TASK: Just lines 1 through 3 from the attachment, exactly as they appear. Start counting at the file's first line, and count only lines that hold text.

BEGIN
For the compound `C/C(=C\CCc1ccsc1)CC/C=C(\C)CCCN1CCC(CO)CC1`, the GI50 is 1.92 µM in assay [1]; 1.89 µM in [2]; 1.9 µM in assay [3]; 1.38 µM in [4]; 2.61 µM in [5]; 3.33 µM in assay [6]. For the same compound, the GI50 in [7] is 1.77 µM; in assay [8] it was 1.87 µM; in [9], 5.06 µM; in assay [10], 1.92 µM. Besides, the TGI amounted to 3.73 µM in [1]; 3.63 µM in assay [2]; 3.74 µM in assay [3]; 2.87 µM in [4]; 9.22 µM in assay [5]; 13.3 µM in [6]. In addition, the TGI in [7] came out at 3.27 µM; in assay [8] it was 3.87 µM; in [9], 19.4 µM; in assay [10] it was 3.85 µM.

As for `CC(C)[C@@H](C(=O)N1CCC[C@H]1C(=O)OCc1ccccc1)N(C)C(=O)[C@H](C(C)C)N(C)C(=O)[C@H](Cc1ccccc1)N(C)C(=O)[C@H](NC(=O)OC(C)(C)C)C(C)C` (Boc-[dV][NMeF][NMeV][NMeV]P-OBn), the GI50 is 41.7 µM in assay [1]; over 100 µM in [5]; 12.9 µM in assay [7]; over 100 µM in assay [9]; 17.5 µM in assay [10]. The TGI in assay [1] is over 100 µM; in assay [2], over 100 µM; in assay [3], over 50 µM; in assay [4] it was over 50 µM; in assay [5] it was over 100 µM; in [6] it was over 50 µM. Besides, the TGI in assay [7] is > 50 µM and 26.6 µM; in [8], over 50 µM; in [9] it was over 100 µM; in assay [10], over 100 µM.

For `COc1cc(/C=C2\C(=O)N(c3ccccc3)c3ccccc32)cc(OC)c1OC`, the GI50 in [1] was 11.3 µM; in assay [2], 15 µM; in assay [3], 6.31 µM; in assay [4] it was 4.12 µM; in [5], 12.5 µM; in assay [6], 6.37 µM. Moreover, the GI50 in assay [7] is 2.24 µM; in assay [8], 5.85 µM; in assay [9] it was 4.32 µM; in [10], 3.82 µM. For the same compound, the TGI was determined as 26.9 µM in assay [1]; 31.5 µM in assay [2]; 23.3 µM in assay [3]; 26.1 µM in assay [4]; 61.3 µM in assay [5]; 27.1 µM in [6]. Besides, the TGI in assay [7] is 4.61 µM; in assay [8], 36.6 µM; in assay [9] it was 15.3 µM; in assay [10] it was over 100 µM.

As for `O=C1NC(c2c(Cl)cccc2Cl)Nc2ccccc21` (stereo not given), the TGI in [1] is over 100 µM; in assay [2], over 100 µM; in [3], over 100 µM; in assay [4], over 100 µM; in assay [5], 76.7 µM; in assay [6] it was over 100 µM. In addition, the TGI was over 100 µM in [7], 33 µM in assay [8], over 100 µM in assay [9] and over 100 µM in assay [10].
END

For the compound `C/C(=C\CCc1ccsc1)CC/C=C(\C)CCCN1CCC(CO)CC1`, the GI50 is 1.92 µM in assay [1]; 1.89 µM in [2]; 1.9 µM in assay [3]; 1.38 µM in [4]; 2.61 µM in [5]; 3.33 µM in assay [6]. For the same compound, the GI50 in [7] is 1.77 µM; in assay [8] it was 1.87 µM; in [9], 5.06 µM; in assay [10], 1.92 µM. Besides, the TGI amounted to 3.73 µM in [1]; 3.63 µM in assay [2]; 3.74 µM in assay [3]; 2.87 µM in [4]; 9.22 µM in assay [5]; 13.3 µM in [6]. In addition, the TGI in [7] came out at 3.27 µM; in assay [8] it was 3.87 µM; in [9], 19.4 µM; in assay [10] it was 3.85 µM.

As for `CC(C)[C@@H](C(=O)N1CCC[C@H]1C(=O)OCc1ccccc1)N(C)C(=O)[C@H](C(C)C)N(C)C(=O)[C@H](Cc1ccccc1)N(C)C(=O)[C@H](NC(=O)OC(C)(C)C)C(C)C` (Boc-[dV][NMeF][NMeV][NMeV]P-OBn), the GI50 is 41.7 µM in assay [1]; over 100 µM in [5]; 12.9 µM in assay [7]; over 100 µM in assay [9]; 17.5 µM in assay [10]. The TGI in assay [1] is over 100 µM; in assay [2], over 100 µM; in assay [3], over 50 µM; in assay [4] it was over 50 µM; in assay [5] it was over 100 µM; in [6] it was over 50 µM. Besides, the TGI in assay [7] is > 50 µM and 26.6 µM; in [8], over 50 µM; in [9] it was over 100 µM; in assay [10], over 100 µM.

For `COc1cc(/C=C2\C(=O)N(c3ccccc3)c3ccccc32)cc(OC)c1OC`, the GI50 in [1] was 11.3 µM; in assay [2], 15 µM; in assay [3], 6.31 µM; in assay [4] it was 4.12 µM; in [5], 12.5 µM; in assay [6], 6.37 µM. Moreover, the GI50 in assay [7] is 2.24 µM; in assay [8], 5.85 µM; in assay [9] it was 4.32 µM; in [10], 3.82 µM. For the same compound, the TGI was determined as 26.9 µM in assay [1]; 31.5 µM in assay [2]; 23.3 µM in assay [3]; 26.1 µM in assay [4]; 61.3 µM in assay [5]; 27.1 µM in [6]. Besides, the TGI in assay [7] is 4.61 µM; in assay [8], 36.6 µM; in assay [9] it was 15.3 µM; in assay [10] it was over 100 µM.